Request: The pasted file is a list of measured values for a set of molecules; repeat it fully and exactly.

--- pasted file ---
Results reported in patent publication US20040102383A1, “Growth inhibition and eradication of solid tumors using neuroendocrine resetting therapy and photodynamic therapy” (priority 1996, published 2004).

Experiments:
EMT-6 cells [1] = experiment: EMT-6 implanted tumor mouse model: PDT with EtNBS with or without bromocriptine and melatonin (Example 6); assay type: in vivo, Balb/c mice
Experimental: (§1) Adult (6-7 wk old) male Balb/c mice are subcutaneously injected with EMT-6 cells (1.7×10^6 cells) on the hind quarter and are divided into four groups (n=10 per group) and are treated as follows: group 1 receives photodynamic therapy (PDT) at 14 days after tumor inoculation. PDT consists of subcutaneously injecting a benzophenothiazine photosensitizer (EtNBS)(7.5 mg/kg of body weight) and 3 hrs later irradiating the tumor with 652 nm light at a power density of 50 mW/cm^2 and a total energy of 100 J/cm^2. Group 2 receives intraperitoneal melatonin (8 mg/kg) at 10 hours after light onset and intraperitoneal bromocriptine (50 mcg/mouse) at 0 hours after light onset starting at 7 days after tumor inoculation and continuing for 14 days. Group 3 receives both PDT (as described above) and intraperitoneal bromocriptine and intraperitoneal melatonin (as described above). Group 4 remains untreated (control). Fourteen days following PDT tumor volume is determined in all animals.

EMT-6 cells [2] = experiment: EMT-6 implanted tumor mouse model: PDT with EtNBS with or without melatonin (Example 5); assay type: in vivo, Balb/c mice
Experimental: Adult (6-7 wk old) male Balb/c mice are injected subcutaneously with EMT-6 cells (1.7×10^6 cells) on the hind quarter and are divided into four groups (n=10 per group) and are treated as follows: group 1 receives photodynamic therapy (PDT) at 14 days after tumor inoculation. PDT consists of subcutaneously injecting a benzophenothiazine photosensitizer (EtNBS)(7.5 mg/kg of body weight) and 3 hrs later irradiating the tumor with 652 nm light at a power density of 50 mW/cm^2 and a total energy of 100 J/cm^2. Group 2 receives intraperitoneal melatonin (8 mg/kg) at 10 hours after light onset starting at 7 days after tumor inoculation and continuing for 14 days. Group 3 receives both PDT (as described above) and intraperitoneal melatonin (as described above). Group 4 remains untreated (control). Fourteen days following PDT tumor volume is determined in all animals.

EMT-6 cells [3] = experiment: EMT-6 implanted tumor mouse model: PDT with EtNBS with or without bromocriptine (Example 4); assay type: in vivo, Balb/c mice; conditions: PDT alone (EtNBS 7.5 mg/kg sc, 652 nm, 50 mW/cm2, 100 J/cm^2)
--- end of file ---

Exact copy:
Results reported in patent publication US20040102383A1, “Growth inhibition and eradication of solid tumors using neuroendocrine resetting therapy and photodynamic therapy” (priority 1996, published 2004).

Experiments:
EMT-6 cells [1] = experiment: EMT-6 implanted tumor mouse model: PDT with EtNBS with or without bromocriptine and melatonin (Example 6); assay type: in vivo, Balb/c mice
Experimental: (§1) Adult (6-7 wk old) male Balb/c mice are subcutaneously injected with EMT-6 cells (1.7×10^6 cells) on the hind quarter and are divided into four groups (n=10 per group) and are treated as follows: group 1 receives photodynamic therapy (PDT) at 14 days after tumor inoculation. PDT consists of subcutaneously injecting a benzophenothiazine photosensitizer (EtNBS)(7.5 mg/kg of body weight) and 3 hrs later irradiating the tumor with 652 nm light at a power density of 50 mW/cm^2 and a total energy of 100 J/cm^2. Group 2 receives intraperitoneal melatonin (8 mg/kg) at 10 hours after light onset and intraperitoneal bromocriptine (50 mcg/mouse) at 0 hours after light onset starting at 7 days after tumor inoculation and continuing for 14 days. Group 3 receives both PDT (as described above) and intraperitoneal bromocriptine and intraperitoneal melatonin (as described above). Group 4 remains untreated (control). Fourteen days following PDT tumor volume is determined in all animals.

EMT-6 cells [2] = experiment: EMT-6 implanted tumor mouse model: PDT with EtNBS with or without melatonin (Example 5); assay type: in vivo, Balb/c mice
Experimental: Adult (6-7 wk old) male Balb/c mice are injected subcutaneously with EMT-6 cells (1.7×10^6 cells) on the hind quarter and are divided into four groups (n=10 per group) and are treated as follows: group 1 receives photodynamic therapy (PDT) at 14 days after tumor inoculation. PDT consists of subcutaneously injecting a benzophenothiazine photosensitizer (EtNBS)(7.5 mg/kg of body weight) and 3 hrs later irradiating the tumor with 652 nm light at a power density of 50 mW/cm^2 and a total energy of 100 J/cm^2. Group 2 receives intraperitoneal melatonin (8 mg/kg) at 10 hours after light onset starting at 7 days after tumor inoculation and continuing for 14 days. Group 3 receives both PDT (as described above) and intraperitoneal melatonin (as described above). Group 4 remains untreated (control). Fourteen days following PDT tumor volume is determined in all animals.

EMT-6 cells [3] = experiment: EMT-6 implanted tumor mouse model: PDT with EtNBS with or without bromocriptine (Example 4); assay type: in vivo, Balb/c mice; conditions: PDT alone (EtNBS 7.5 mg/kg sc, 652 nm, 50 mW/cm2, 100 J/cm^2)